Monday, February 28, 2005 | Mayor Murphy will resign, some City Hall insiders now predict. Mayor Murphy himself scoffs at the idea.

Mayor Murphy does not appear to believe he has done anything wrong. He has had no knowledge of wrong; he has not seen the letters warning of wrong, nor been told of wrong nor the letters warning of wrong. He was at work that day, as he is every day, but he didn’t see them.

Was the departed chief of staff, John Kern, clairvoyant enough to stop Murphy’s mail? Or was Mayor Murphy escaping, as Mayor Maureen O’Connor used to do, for a movie matinee? Murphy remains immaculate, except in the sense that there seem only a few who still believe him. And Kern: He quit to go out there and raise money for Murphy’s defense fund, right? I wonder what testimony Kern will spin about these years under a federal court subpoena.

Mayor Murphy will be recalled, some big-time, angry groups say. But they won’t go to the trouble and expense of gathering signatures if anything easier works. Such talk comes from the angry (most of them in behalf of the city’s reputation and its economic future) and from the frightened (many of them nervous City Hall insiders who fear being drawn into federal investigations).

At this moment there seem only two moving forces at work in this scandal.

One, of course, is the diminutive but icy cool Carol Lam, the United States attorney, the one who planted the wiretaps inside City Hall for 22 months. (Is it an insight on City Hall that no one at City Hall suspected their phones were tapped during 22 months?). The other moving force is the voluble city attorney, Mike Aguirre, who won office by the thinnest of margins. It is a memory that invites speculation on how differently this might be playing out if the new city attorney had been a former deputy from the office of the former city attorney, Casey Gwinn, whose reported counsel to City Hall looks worse every day. The specter of civil or criminal fraud charges now lies over some who were in the Gwinn office.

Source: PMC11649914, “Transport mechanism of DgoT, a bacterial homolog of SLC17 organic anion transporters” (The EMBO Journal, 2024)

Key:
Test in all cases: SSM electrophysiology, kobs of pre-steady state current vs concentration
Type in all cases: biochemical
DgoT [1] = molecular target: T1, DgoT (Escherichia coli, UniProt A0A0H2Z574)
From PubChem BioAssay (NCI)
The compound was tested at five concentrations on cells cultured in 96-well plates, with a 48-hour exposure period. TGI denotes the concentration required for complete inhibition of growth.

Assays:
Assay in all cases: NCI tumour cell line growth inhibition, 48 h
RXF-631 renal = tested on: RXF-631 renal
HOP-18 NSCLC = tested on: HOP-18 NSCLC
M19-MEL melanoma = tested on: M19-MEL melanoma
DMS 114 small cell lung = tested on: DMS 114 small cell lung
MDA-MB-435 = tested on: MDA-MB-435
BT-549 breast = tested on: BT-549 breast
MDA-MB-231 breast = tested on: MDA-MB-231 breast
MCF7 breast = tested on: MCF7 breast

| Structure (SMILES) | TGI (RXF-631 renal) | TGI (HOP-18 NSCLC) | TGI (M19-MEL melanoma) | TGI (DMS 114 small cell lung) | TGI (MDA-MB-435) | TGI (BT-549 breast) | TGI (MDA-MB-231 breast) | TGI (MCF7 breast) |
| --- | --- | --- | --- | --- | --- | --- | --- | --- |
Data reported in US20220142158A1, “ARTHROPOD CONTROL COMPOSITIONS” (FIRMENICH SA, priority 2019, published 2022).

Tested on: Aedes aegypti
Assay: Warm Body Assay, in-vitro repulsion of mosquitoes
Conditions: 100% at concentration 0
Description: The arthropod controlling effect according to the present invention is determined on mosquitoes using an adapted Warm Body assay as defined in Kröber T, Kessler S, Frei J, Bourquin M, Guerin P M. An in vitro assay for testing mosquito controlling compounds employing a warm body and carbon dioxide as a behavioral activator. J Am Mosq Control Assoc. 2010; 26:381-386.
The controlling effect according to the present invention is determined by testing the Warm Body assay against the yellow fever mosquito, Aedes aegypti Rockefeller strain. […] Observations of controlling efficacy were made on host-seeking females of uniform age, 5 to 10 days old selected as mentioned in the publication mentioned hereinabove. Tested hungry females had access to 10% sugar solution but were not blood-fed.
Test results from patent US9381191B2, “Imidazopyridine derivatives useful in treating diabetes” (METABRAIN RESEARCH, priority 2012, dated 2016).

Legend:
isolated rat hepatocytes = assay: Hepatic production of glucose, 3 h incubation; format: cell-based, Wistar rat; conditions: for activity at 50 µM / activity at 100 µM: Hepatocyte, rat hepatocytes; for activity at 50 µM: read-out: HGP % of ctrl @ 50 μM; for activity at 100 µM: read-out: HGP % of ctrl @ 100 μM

Nothing summons up Mayor Murphy’s illusory view of his duties more charmingly than his repetitive complaints that City Attorney Mike Aguirre should not be criticizing actions that he took on advice of Gwinn, who has mercifully disappeared into his chosen field of family counseling. For a former judge like Murphy, this defense must seem thin ice indeed. If Gwinn advised Murphy that he was doing no wrong, that was then. We have a city attorney now who insists that following bad legal advice from a former city attorney is no excuse for breaking the law. In Murphy’s years in court, I looked in sometimes as a reporter. I can hear him telling some poor blighter: Getting bad advice from your lawyer is no excuse for breaking the law.

If Murphy weren’t a judge, this whole sloppy scenario wouldn’t seem so ripe for TV.

Some good can come of this, I promise. It will take time, far more time than we should have to be involved in such intrigue. I still believe in the laws of our land, and so do you. For every ugly explosion like this in government – or in anything else that I’ve experienced – there comes a reactionary wave. We should give more attention to those we elect, and follow what they do. The local media absolutely must get up their courage to do what media are supposed to do: Be nosy; Be unafraid of established power; Anticipate trouble, and warn of it; Be prepared to accept criticism when media is right; Speak out; If warned not to challenge some existing administration or some advertiser, look for a better job.

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